Scarlett Johansson is one of the most in-demand actresses in Hollywood at the moment, fronting Marvel franchises and Oscar-nominated dramas while achieving the kind of recognition and staying power most only dream of. But, that wasn’t always the case.
In fact, Johansson has revealed that her teenage acting years were filled with anxiety and fear over being pigeonholed into “hyper-sexualized” roles. The Black Widow star guested on Dax Shepard’s Armchair Expert podcast earlier this week where she revisited some key moments in her career. Johansson has been acting professionally since she was seven years old, and she admitted that starting in the business so young meant she “definitely was in different situations that were not age-appropriate.”
“Luckily my mom was really good about protecting me from a lot of that stuff, but she can’t do that for everything,” Johansson told Shepard during the hour-long chat, via Deadline.
Once she became a teenager, the actress started booking roles that forced her to be seen as more mature than her age. Her breakout performance in Lost In Translation saw her playing a character five years older than her actual age, which was 17.
“I think everybody thought I was older,” she said.“I remember thinking to myself, ‘I think people think I’m, like, 40 years old.’ I got kind of pigeonholed into this weird, hypersexualized thing… It was like, that’s the kind of career you have, these are the roles you’ve played. And I was like, ‘This is it?’”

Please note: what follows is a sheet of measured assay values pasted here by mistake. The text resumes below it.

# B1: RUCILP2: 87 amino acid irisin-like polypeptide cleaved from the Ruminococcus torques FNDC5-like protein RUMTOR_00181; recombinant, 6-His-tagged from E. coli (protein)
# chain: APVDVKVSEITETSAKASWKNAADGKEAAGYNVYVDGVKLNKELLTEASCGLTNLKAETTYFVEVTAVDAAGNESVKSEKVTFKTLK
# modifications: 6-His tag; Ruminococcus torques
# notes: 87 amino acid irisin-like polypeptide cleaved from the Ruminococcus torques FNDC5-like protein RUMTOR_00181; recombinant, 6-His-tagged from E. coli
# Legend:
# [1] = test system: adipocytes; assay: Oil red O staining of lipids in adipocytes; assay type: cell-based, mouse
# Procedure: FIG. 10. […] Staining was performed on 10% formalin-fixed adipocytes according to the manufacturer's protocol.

The actress started to view that perception of maturity — which had previously helped her book more interesting roles than other actresses her age — as something she need to push back on.
“It somehow stopped being something that was desirable and something that I was fighting against,” she said. “I wasn’t getting offers for work for things that I wanted to do. I felt like it was over, kind of. And so it was scary, at the time.”
Thankfully, Johansson was able to alter that trajectory and carve out a place for herself on film that felt worthy of her talents, something she hopes that the next generation of actresses like Zendaya and Florence Pugh can do with more ease.
“I’ve come to this realization that it’s important to understand progress and change when it’s really meaningful,” she said. “It takes two steps forward and two steps back, and then it gets better and then it gets worse. It’s not finite. I think if you don’t leave room for people to figure it out, then the actual progressive change doesn’t really happen. I see younger actors that are in their 20s, it feels like they’re allowed to be all these different things. It’s another time.”